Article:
With the recent glimpses of soon-to-come warmer weather, it's a good time to remind you about some things that can make anyone
a success in the vegetable garden. Spring and summer may be hard to imagine right now, but tip #1 reminds us that getting started early is good for the soil.
New Book Available at Discount for GardenLine E-mail Subscribers
- 'Tis better to put a 25¢ plant in a $5 hole than a $5 plant in a 25¢ hole - I'm emphasizing the importance of building proper beds. Remember the simple rule: Two parts rose soil to one part compost, at least 10 inches deep. And if you can build those beds now, it will allow them to rest or mellow a bit before planting next month.
- Compost, Humus or Organic Matter - You say toh-may-toh, I say toh-mah-toh. However you say it, it's a wonderful thing, so use it! Besides the 2-to-1 rose soil-compost blend, remember compost can also be your mulch in a veggie garden.
- Ensure Good Drainage - With our feast or famine rainfall, you'll eventually see why it's so important. Or your first attempt will drown after a gully-washer.
- Let the Sunshine In - Pick a spot that will receive up to six hours of sunshine. Filtered light won't cut it.
- Pick Proven Varieties - Make sure it's approved for our region. In fact, check with your county extension agent, Master Garden program or places like Urban Harvest for proven varieties.
- Cheat Mother Nature - Because of our heat, start them early if possible! But be prepared to protect them during late-season freezes.
- Control Your Appetite - In other words, don't over plant.
- Feed Me Seymour!!! - Veggies are heavy feeders. (Just ask Audrey II.) The compost is a good start and a nice addition throughout, but amend that with some kind of fertilizer ... granular, liquid organic or water-soluble.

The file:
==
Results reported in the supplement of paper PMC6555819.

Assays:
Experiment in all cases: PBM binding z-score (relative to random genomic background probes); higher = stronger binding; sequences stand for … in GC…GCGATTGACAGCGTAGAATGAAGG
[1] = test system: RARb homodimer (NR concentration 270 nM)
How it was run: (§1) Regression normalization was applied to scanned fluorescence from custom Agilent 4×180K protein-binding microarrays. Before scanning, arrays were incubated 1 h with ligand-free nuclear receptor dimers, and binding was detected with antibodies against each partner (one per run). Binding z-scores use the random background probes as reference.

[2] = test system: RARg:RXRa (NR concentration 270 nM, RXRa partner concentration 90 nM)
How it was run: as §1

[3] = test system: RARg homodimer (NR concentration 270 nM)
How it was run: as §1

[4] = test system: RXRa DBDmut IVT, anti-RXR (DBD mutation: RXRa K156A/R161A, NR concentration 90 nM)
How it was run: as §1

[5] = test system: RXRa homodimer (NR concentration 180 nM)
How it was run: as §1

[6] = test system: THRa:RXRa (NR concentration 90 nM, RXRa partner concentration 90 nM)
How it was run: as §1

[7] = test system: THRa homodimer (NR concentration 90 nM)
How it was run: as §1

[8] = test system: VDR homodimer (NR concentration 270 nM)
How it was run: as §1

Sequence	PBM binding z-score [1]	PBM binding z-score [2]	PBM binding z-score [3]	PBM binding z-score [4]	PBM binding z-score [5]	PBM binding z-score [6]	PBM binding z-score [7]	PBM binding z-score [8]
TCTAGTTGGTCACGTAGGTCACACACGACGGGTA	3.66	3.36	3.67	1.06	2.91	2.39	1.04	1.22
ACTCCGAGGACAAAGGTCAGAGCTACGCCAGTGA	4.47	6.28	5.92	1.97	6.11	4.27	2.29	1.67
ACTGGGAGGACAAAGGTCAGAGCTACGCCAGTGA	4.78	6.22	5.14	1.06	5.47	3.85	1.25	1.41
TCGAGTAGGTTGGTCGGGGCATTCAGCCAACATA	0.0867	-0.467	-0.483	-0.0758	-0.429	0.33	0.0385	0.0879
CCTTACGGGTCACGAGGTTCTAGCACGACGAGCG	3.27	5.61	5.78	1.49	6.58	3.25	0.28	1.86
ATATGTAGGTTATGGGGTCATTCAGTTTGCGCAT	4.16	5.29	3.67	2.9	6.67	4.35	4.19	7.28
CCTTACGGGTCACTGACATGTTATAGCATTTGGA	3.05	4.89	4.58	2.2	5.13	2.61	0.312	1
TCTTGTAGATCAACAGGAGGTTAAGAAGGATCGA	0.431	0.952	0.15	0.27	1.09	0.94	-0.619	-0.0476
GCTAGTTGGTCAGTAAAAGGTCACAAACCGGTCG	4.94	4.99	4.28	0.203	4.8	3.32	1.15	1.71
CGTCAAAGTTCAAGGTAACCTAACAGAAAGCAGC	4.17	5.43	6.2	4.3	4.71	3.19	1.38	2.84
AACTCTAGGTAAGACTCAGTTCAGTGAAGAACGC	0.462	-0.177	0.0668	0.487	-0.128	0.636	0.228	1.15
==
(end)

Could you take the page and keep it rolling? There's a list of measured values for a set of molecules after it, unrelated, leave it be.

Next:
- Keep Your Shadow in the Garden - That means you need to be out there on a consistent basis, looking for insects, weeds and diseases. An ounce of prevention is worth a pound of cure.
- Consistency, Consistency, Consistency - Consistent watering and consistent feeding are critical. Don't ever allow things to dry up before you water. And don't over feed to make up for a missed feeding.
For the next couple of weeks, my new book, "1001 GardenLine Questions," is only available online
. But the good news is that it's discounted to just $12.95.
We will have some at the regular $14.99 price at our first official spring appearance Feb. 5 at the Waterside Estates Ace Hardware. After that, it will be available at nearly every Ace Hardware store in the area plus at select independent nurseries and garden centers.
I'll also be doing several book signings this spring and summer, so keep an eye on the GardenLine Facebook page
and listen to GardenLine on 740 KTRH for updates.
To be fair, the book may be discounted even further at some upcoming home and garden shows. And I am aware that many Ace Hardware stores want to do special discounts on the book from time to time. But, if you just can't wait (and I love you for that), grab the online
discount while it lasts.